Interview: Walter Manzke (Republique + Petty Cash Taqueria)

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Chef Los Angeles

San Diego native Walter Manzke has become one of the strongest culinary forces in California. He worked for high-profile chefs like Joachim Splichal (Patina Restaurant Group), Ferran Adrià (el Bulli) and Alain Ducasse (Le Louis XV in Monte Carlo’s Hotel de Paris) before opening Bouchee, Cantinetta Luca, and L’Auberge Carmel with chef-wife Margarita Manzke in Carmel-by-the-Sea. The couple returned south to Los Angeles, and Manzke helmed the kitchens at bygone Bastide and Arts District forerunner Church & State. In the past two years, he’s opened two Wildflour Cafe + Bakery branches with family in Manila, an East L.A.-meets-Tijuana concept called Petty Cash Taqueria in L.A., and a multi-faceted Mid-City restaurant called Republique, which is the culmination of a longtime vision the Manzkes shared, which they made a reality in the former Campanile space by partnering with restaurateur Bill Chait. On December 11, Manzke shared several insights at Republique.

In what ways do you think it helped prep you for Republique to open Petty Cash first?

This was delayed, obviously, which happens most of the time. It wasn’t bad, and it helped because I started hiring people. People left their other jobs and I was able to take care of them. We were able to open Petty Cash with some of the crew from here and keep them employed, which was actually a big help. Same thing for us…Petty Cash was something I’d been wanting to do for a long time, and I almost did that concept before. I didn’t really anticipate doing that before Republique, but things happen when they happen, and it’s worked out good.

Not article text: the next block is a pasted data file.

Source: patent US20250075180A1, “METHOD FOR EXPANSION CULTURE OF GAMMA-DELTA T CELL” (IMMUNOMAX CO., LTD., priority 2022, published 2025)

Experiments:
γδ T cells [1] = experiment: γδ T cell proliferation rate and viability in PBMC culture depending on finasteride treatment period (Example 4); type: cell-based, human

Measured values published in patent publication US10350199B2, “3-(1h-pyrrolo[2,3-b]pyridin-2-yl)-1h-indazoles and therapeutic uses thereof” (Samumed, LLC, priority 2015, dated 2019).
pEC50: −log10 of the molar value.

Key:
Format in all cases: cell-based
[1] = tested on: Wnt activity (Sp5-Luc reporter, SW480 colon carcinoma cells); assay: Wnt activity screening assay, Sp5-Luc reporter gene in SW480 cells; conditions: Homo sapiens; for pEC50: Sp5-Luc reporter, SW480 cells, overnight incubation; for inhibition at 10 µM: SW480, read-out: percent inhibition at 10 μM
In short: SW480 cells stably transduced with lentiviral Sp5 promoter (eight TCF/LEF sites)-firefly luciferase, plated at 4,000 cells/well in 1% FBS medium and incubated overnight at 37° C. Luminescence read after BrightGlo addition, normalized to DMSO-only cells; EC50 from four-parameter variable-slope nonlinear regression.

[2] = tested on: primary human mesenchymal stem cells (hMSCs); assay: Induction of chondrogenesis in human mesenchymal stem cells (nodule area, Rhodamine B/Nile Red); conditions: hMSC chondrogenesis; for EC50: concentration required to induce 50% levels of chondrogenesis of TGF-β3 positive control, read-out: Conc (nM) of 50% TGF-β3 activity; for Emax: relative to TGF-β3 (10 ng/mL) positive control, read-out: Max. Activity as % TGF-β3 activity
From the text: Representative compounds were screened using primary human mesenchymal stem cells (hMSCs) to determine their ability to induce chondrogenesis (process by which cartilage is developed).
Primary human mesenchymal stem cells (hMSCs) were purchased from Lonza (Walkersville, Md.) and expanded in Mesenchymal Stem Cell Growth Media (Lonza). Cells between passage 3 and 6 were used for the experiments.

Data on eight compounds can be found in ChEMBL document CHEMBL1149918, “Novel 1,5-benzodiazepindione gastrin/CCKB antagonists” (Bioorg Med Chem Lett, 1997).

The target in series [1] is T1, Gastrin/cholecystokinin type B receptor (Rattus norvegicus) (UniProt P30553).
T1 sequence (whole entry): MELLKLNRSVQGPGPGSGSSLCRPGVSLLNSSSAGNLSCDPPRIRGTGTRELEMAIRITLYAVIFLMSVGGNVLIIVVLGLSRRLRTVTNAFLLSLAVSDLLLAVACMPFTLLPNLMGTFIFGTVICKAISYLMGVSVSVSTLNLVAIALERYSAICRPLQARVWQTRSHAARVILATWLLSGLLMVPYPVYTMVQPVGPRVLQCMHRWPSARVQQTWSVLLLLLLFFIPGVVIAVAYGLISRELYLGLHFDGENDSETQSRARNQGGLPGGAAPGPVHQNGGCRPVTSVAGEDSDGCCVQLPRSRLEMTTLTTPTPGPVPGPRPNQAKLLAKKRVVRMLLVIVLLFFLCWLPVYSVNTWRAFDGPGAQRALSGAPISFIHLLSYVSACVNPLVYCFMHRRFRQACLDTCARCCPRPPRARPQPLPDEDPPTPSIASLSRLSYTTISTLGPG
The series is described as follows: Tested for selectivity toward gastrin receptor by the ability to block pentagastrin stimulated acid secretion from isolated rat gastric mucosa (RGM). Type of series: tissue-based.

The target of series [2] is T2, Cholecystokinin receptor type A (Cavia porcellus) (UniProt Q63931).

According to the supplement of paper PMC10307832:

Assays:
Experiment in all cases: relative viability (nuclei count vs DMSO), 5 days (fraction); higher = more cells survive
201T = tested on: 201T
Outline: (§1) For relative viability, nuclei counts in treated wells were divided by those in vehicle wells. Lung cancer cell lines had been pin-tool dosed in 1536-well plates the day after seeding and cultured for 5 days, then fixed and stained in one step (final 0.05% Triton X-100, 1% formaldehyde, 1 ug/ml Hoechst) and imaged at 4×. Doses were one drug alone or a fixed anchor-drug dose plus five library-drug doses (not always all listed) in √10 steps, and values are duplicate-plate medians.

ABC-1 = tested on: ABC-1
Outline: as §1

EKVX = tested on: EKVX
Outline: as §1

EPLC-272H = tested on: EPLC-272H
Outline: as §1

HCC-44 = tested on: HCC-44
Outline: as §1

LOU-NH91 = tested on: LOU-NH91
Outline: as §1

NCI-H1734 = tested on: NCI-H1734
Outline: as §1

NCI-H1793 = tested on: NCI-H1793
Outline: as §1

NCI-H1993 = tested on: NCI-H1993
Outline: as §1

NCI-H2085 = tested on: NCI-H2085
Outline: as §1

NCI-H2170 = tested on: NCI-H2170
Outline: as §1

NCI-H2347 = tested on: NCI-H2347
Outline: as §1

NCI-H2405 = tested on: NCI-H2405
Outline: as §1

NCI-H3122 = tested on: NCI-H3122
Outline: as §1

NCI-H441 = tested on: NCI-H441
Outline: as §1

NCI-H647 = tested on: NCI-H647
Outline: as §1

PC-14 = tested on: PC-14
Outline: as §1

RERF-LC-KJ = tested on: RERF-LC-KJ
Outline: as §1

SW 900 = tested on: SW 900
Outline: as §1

How has your vision for Republique changed since you first thought of the concept?

It hasn’t changed a lot…I started with the vision when I went to Church & State and tried a lot of things out there, the whole formality of it, and a lot of the menu items. It was that, and Marge wanting to do something like this. That’s where this idea of this mixed concept came together, with a bakery, café, bistro. That was years ago when we started planning this. I don’t know how we were so lucky to end up with this space, because we didn’t have to adapt the concept, really, to fit in here. It already had a bakery. We had to put the equipment in, but it was a bakery before. Everything fit, and it hasn’t changed that much.